Should you: Give an antimalarial? Give an antibiotic? Give symptomatic treatment with f/up only? Stop or start any other medicines? Refer for further testing or care? What criteria impact these decisions? Does it make a difference if the patient is HIV-infected or not? Using cotrimoxazole? Pregnant? On TB treatment?
An HIV-infected mother gives birth to a healthy child in Uganda… What routine important evaluation, prevention, and care should occur immediately? What routine important evaluation, prevention, and care should occur over the next months?
The hunter in pursuit of an elephant does not stop to throw stones at birds…….
Similar issues in Uganda: “Dueling” clinical guidelines (HIV/TB/Malaria), Guidelines often either –Impractical for MLPs at the HC IV level (i.e. incorporate unavailable laboratory testing, etc), or –Leave no “room” for MLP skill in clinical evaluation, reasoning, and decision-making In some clinical scenarios, no clear guidelines
Focus on the important clinical decisions… Prescriptive (when possible) Practical tool for day- to day clinical use and consultation Effective for classroom and on- site clinical mentoring
Types of decision-making Evaluation and management of new signs/symptoms (“unknowns”) Routine case management in HIV, TB, malaria
Section: common clinical problems
Section: HIV and ART
Section: routine case mgt Emphasizing: Correct case-definitions and classification Correct pre-treatment evaluation/preparation Correct identification of those who require consultation/referral prior to initiation of Rx Correct selection/dosing of specific and supportive Rx Correct monitoring for AE and treatment effectiveness
Development of the CDGs Guides constructed around important clinical decision-making 1.Identifying the important clinical decisions that may need to be made in a patient with _________. 2.Identifying the information needed to make these decisions? (this informs and focuses the clinical evaluation). 3.Identifying and outlining the criteria by which key decisions are made? 4.Representing this process in a graphical format (with explanatory notes AND referencing appendix tables)
Principles of the CDGs (Uganda) RECOMMENDATIONS for decision-making in particular clinical scenarios Sourced from national guidelines whenever possible (then relevant local/regional scientific literature, int’l GL, expert opinion) Designed to integrate decision-making in multiple populations when possible Supplement to the core training material but real “rollout” in distance learning and booster sessions
Characteristics of new Mozambican (IDCAP) guidelines Topics: Common signs or symptoms (patient-based, not disease- based) Patient evaluation: Directed, based on history, physical examination, and use of available tests (malaria, HIV, AFB, hemoglobin) Differential diagnosis: Emphasize common illnesses that can be diagnosed and treated with available resources within approved scope of practice of target cadre (more complex problems to be referred upward) Layout: 1 page, easy to read, parallel organization for different guidelines General: evidence based, consistent with major local (TB, malaria, AIDS, antenatal care programs) and international guidelines (IMAI etc) whenever possible, harmonize disease-specific guidelines whenever possible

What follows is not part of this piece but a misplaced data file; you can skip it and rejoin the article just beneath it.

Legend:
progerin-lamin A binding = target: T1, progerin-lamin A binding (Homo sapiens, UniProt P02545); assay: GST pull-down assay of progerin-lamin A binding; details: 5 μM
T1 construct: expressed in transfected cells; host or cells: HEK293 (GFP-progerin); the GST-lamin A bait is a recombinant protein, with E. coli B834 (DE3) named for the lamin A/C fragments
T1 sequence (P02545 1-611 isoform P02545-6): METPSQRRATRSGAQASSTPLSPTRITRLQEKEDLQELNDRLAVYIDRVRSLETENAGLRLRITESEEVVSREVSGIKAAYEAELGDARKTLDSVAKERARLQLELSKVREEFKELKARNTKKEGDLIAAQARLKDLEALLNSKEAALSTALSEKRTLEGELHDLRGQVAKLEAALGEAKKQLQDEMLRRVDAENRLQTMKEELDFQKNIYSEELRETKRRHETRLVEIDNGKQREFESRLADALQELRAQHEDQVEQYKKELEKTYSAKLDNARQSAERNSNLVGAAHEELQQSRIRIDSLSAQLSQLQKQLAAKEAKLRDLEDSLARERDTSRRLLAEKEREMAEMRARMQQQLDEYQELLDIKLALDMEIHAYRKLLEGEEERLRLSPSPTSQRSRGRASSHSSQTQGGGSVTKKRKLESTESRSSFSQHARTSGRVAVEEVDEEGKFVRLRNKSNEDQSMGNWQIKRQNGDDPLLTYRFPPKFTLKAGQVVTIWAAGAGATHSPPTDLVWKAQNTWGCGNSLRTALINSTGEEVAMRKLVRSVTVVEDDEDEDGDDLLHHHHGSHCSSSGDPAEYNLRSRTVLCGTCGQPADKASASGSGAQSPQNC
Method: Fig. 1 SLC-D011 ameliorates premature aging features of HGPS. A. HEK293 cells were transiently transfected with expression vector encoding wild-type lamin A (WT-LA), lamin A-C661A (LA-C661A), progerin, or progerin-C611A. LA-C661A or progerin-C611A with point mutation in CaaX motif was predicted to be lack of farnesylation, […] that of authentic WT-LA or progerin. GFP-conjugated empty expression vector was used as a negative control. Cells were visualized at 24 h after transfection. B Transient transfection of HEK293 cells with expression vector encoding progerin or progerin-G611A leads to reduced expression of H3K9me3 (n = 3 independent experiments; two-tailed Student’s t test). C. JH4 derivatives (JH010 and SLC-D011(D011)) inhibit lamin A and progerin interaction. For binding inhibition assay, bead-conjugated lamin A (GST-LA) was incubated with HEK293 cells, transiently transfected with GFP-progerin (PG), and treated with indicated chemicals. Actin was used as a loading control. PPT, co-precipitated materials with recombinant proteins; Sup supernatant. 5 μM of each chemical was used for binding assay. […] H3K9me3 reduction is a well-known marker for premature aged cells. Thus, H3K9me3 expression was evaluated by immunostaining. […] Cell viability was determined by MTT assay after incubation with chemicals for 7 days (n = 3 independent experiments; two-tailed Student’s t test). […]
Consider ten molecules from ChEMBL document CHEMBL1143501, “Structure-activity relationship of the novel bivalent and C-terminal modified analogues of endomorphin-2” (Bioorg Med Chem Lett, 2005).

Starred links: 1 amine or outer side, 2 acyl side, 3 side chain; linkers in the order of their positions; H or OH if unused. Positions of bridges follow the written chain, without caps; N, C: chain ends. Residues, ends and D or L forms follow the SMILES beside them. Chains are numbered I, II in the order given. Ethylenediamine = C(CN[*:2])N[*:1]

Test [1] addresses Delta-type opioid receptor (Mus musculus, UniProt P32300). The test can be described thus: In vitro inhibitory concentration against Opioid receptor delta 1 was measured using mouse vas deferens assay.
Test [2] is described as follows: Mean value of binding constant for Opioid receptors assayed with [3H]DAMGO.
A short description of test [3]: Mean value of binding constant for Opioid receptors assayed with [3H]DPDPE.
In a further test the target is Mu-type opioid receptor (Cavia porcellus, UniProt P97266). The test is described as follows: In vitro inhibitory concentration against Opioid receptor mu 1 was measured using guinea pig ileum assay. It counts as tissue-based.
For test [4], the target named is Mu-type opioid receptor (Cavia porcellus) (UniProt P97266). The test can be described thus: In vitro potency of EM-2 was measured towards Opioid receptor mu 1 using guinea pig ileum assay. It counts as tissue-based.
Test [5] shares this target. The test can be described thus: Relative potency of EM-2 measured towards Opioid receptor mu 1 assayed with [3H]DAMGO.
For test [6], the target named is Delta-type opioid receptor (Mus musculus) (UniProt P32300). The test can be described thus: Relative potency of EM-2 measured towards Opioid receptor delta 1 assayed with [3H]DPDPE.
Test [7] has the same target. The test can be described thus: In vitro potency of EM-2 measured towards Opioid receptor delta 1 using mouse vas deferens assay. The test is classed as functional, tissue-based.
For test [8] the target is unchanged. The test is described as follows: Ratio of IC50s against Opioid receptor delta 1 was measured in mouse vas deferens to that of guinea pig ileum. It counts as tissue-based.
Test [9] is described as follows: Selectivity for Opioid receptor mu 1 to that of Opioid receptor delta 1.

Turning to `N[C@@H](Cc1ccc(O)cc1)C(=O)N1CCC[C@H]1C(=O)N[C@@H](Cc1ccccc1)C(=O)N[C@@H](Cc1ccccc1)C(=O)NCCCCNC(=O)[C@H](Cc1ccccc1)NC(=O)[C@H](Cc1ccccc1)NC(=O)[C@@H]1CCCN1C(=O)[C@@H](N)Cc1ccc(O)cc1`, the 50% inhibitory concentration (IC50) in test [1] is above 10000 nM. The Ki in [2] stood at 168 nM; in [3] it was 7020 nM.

Mozambique Uganda: key differences 1.Context: designed for use in RCT of 2 different approaches to MLP training in UG. 2.Target pop’n: address HIV+ and HIV- adults and children 3.Layout: extensive footnoting and appendix references 4.(?) link to trainee performance evaluation....
Measuring trainee performance As part of the study, PB was tasked with design and creation of a set of “case scenarios” to accurately assess and capture trainee performance in clinical evaluation, reasoning, and management. Forced identification of the key “testable” skills LINKED to core training material This process was one of the prime drivers of the development and adaptation of the IDCAP guides…
Gaps and challenges (1) Related to national or international policy: 1. The dueling algorithm problem does not originate locally – some guidelines originate in Geneva or the US or European headquarters of locally active aid agencies. 2. Constant evolution of scope of work of non-physician clinicians (can they do lumbar punctures? Can they prescribe 2nd line antiretrovirals or TB drugs?). Required national consensus conference in Mozambique. Related to the scientific evidence base: 1. Constant evolution of published evidence base drives frequent revisions of international (WHO, PEPFAR, etc) standards. 2. Still, many lacunae in evidence base (Which antimalarials can be given safely and effectively to patient s on ART + TB treatment? Is visceral leishmaniasis an important contributor to anemia in province x? )
Gaps and challenges (2) Related to the complexities of patient care in resource-constrained settings: 1. Some common problems have not been amenable to guideline development (e.g. abdominal pain, overlapping adverse drug reactions in patients on ART + multiple other agents) 2. Lack of resources (laboratory, imaging, surgeons, drugs) is a serious constraint to construction of an effective approach to some clinically important problems (e.g. altered level of consciousness) 3. Use of guidelines in patients with multiple active comorbidities. Priorities for the future 1. Validation of new guidelines (studies about to commence in Mozambique [Vanderbilt University]) 2. Workable plan for frequent revision as evidence base and local/international policies evolve
More gaps/challenges (Uganda) In an expanded target population, unique challenges in designing and integrating guides with current models that are variably implemented (especially under 5’s and IMCI) Less “mature” in the development process: more adaptation/refining of guides required, preferably in growing partnerships (MOH, etc)
African proverb The hunter in pursuit of an elephant does not stop to throw stones at birds….. What is the elephant? Are we in pursuit?
Welcome to I-TECH HIV/AIDS Clinical Seminar Series Next session: 5 August, 2010 Listserv:
Welcome to I-TECH HIV/AIDS Clinical Seminar Series Next session: 5 August, 2010 Zied Mhirsi, MD Nouvelles et découvertes: La conférence internationale sur le Sida à Vienne